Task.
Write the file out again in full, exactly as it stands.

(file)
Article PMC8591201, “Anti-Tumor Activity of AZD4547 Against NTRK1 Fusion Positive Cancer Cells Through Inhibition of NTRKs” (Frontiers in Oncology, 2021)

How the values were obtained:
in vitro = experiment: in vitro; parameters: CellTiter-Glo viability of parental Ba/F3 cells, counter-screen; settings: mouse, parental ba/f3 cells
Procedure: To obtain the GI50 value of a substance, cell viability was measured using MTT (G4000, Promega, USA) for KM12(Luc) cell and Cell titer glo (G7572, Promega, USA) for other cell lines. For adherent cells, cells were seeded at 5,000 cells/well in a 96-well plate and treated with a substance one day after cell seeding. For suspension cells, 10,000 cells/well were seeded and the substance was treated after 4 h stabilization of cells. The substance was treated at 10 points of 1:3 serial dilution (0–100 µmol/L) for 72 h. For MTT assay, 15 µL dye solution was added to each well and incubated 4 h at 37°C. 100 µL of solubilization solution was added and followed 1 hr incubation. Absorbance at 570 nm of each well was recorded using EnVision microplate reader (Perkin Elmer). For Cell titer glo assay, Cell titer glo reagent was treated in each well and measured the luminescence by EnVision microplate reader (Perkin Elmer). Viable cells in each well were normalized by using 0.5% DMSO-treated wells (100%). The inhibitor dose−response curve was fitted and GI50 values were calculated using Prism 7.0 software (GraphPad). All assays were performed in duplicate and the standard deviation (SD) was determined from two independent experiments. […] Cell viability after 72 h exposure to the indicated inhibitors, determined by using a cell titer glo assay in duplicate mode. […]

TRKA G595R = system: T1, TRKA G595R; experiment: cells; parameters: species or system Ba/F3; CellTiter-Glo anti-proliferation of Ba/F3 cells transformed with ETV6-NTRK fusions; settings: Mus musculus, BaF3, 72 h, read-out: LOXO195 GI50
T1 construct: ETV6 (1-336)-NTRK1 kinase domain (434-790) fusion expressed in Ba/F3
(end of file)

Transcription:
Article PMC8591201, “Anti-Tumor Activity of AZD4547 Against NTRK1 Fusion Positive Cancer Cells Through Inhibition of NTRKs” (Frontiers in Oncology, 2021)

How the values were obtained:
in vitro = experiment: in vitro; parameters: CellTiter-Glo viability of parental Ba/F3 cells, counter-screen; settings: mouse, parental ba/f3 cells
Procedure: To obtain the GI50 value of a substance, cell viability was measured using MTT (G4000, Promega, USA) for KM12(Luc) cell and Cell titer glo (G7572, Promega, USA) for other cell lines. For adherent cells, cells were seeded at 5,000 cells/well in a 96-well plate and treated with a substance one day after cell seeding. For suspension cells, 10,000 cells/well were seeded and the substance was treated after 4 h stabilization of cells. The substance was treated at 10 points of 1:3 serial dilution (0–100 µmol/L) for 72 h. For MTT assay, 15 µL dye solution was added to each well and incubated 4 h at 37°C. 100 µL of solubilization solution was added and followed 1 hr incubation. Absorbance at 570 nm of each well was recorded using EnVision microplate reader (Perkin Elmer). For Cell titer glo assay, Cell titer glo reagent was treated in each well and measured the luminescence by EnVision microplate reader (Perkin Elmer). Viable cells in each well were normalized by using 0.5% DMSO-treated wells (100%). The inhibitor dose−response curve was fitted and GI50 values were calculated using Prism 7.0 software (GraphPad). All assays were performed in duplicate and the standard deviation (SD) was determined from two independent experiments. […] Cell viability after 72 h exposure to the indicated inhibitors, determined by using a cell titer glo assay in duplicate mode. […]

TRKA G595R = system: T1, TRKA G595R; experiment: cells; parameters: species or system Ba/F3; CellTiter-Glo anti-proliferation of Ba/F3 cells transformed with ETV6-NTRK fusions; settings: Mus musculus, BaF3, 72 h, read-out: LOXO195 GI50
T1 construct: ETV6 (1-336)-NTRK1 kinase domain (434-790) fusion expressed in Ba/F3